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Subdominant Modes in Zonal-Flow-Regulated Turbulence

K. D. Makwana, P. W. Terry, M. J. Pueschel, D. R. Hatch

2014
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Physical Review Letters
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From numerical solutions of a gyrokinetic model for ion temperature gradient turbulence it is shown that nonlinear coupling is dominated by three-wave interactions that include spectral components of the zonal flow and damped subdominant modes. Zonal flows dissipate very little energy injected by the instability, but facilitate its transfer from the unstable mode to dissipative subdominant modes, in part due to the small frequency sum of such triplets. Although energy is transferred to higher
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... ve numbers, consistent with shearing, a large fraction is transferred to damped subdominant modes within the instability range. This is a new aspect of regulation of turbulence by zonal flows. Turbulence driven by ion gyroradius-scale microinstabilities limits confinement in magnetically confined fusion plasmas [1] . The turbulence saturates when the rate of energy injection by the instability is balanced by the rate of energy dissipation. In the traditional view, dissipation arises at small scales. However, plasma instabilities represent one root (or a few) of dispersion relations that typically have many other stable roots at any given wave number of the spectrum. These modes dissipate energy at large scales, within the wave number range of the instability. They are excited to finite amplitude by three-wave interactions that couple unstable and stable modes of a wave number triplet [2]. Such modes have been shown to be the dominant saturation mechanism in a variety of fusion plasma turbulence models [3] . The energy dissipation rate in the wave number range of the instability is comparable to the instability energy injection rate, creating a saturation process that is fundamentally different from a cascade to collisionally dissipative, large wave numbers. Ion temperature gradient (ITG) driven turbulence, an important contributor to ion heat transport in tokamaks, is regulated by zonal flows, i.e., self-generated, toroidally and poloidally symmetric, radially sheared E × B flows [4]. Zonal flows are driven to high amplitude in ITG turbulence as a result of turbulent interactions [5, 6] . Conventionally, the regulation of ITG turbulence by zonal flows is explained by zonal flow shearing [6]: zonal flows shear apart turbulent eddies, causing enhanced energy transfer to small dissipative scales and saturating ITG turbulence. Given that stable modes have also been found to be important in the saturation of ITG in both fluid and gyrokinetic analyses [7] , it is crucial to investigate the role of stable modes in zonal-flow-regulated ITG turbulence. In Ref. [8], analysis of a simple two-field fluid ITG model uncovered evidence for a different mechanism of zonal flow regulation. Zonal flows provide a high-efficiency energy-transfer channel from the unstable mode to a large-scale stable mode that saturates the turbulence. With efficient transfer, the turbulence level is low. Because the zonal flow absorbs only a small fraction of the energy transferred, it acts as a catalyst. However, the fluid model treats the enhanced nonlinear excitation of zonal flows artificially, includes only one stable mode, and its modeling of dissipation has only crude collisional diffusivities with no kinetic resonance effects. Thus, the essential analysis of the role of stable modes in zonal flow regulation using gyrokinetics [9, 10] , which overcomes the deficiencies of the fluid model, is given here. We use the gyrokinetic code GENE [11], developing diagnostics that trace energy transfer between zonal flows, the unstable mode, and stable modes. These measure the partition of energy flow in the joint space of perpendicular wave number and the phase space of parallel motion spanned by stable modes. We probe the efficiency of energy transfer channels by measuring nonlinear triplet correlation times and amplitude dependence. GENE describes plasma dynamics in terms of the modified perturbed ion distribution function gðk x ; k y ; z; v ∥ ; μ; tÞ (see Ref. [12]). Here the radial and binormal wave numbers are denoted by k x and k y , normalized to the ion sound gyroradius ρ s . Also, z is the equilibrium magnetic-fieldline-following coordinate, v ∥ is the velocity in z direction, μ is the magnetic moment, and t is time. We simulate Cyclone base case parameters with adiabatic electrons and only electrostatic perturbations [13], using resolutions of (128, 16, 16, 32, 8) for (k x , k y , z, v ∥ , μ).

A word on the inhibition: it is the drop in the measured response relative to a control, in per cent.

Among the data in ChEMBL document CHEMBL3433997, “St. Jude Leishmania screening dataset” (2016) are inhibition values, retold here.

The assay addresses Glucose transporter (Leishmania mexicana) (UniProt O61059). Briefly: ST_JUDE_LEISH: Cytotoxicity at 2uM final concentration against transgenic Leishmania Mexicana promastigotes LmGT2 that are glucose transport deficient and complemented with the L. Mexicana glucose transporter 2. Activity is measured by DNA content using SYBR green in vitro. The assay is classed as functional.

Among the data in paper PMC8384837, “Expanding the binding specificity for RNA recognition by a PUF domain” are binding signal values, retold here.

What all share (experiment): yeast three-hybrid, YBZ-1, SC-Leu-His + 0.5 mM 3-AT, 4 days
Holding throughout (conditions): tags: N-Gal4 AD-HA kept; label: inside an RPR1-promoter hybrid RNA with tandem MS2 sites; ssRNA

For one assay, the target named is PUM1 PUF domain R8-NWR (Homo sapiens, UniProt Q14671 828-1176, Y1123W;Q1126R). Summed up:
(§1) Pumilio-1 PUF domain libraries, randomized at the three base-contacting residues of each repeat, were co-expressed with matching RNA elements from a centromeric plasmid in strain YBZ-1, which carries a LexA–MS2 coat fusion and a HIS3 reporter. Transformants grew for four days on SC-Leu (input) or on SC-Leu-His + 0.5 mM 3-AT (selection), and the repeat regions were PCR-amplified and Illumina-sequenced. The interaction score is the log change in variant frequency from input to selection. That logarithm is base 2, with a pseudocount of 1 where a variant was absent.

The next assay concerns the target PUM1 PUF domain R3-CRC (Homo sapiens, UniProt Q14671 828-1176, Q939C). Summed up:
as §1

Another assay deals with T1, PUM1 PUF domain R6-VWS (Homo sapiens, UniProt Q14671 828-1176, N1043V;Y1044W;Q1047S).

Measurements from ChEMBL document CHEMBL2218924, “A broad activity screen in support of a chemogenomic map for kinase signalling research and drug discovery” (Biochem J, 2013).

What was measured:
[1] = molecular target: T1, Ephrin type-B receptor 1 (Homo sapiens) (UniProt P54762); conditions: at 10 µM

doi:10.1103/physrevlett.112.095002
pmid:24655261
fatcat:k5ircy6qk5fn7hl24dosqy5xzm